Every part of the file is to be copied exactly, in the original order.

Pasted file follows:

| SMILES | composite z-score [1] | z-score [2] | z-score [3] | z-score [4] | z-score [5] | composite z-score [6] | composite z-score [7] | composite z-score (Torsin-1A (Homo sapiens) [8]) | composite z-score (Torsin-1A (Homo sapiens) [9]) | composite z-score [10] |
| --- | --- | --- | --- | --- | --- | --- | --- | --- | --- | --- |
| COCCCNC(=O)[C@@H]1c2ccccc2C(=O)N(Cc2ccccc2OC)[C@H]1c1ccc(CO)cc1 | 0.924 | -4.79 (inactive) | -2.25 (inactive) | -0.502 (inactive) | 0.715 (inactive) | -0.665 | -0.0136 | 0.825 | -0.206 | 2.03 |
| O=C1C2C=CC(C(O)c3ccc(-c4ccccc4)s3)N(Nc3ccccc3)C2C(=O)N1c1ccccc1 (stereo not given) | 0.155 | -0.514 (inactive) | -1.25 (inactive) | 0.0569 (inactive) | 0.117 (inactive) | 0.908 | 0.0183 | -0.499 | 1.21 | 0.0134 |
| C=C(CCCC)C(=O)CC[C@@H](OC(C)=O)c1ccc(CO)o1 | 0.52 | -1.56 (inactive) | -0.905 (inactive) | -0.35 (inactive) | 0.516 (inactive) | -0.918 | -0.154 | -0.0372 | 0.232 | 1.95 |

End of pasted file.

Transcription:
| SMILES | composite z-score [1] | z-score [2] | z-score [3] | z-score [4] | z-score [5] | composite z-score [6] | composite z-score [7] | composite z-score (Torsin-1A (Homo sapiens) [8]) | composite z-score (Torsin-1A (Homo sapiens) [9]) | composite z-score [10] |
| --- | --- | --- | --- | --- | --- | --- | --- | --- | --- | --- |
| COCCCNC(=O)[C@@H]1c2ccccc2C(=O)N(Cc2ccccc2OC)[C@H]1c1ccc(CO)cc1 | 0.924 | -4.79 (inactive) | -2.25 (inactive) | -0.502 (inactive) | 0.715 (inactive) | -0.665 | -0.0136 | 0.825 | -0.206 | 2.03 |
| O=C1C2C=CC(C(O)c3ccc(-c4ccccc4)s3)N(Nc3ccccc3)C2C(=O)N1c1ccccc1 (stereo not given) | 0.155 | -0.514 (inactive) | -1.25 (inactive) | 0.0569 (inactive) | 0.117 (inactive) | 0.908 | 0.0183 | -0.499 | 1.21 | 0.0134 |
| C=C(CCCC)C(=O)CC[C@@H](OC(C)=O)c1ccc(CO)o1 | 0.52 | -1.56 (inactive) | -0.905 (inactive) | -0.35 (inactive) | 0.516 (inactive) | -0.918 | -0.154 | -0.0372 | 0.232 | 1.95 |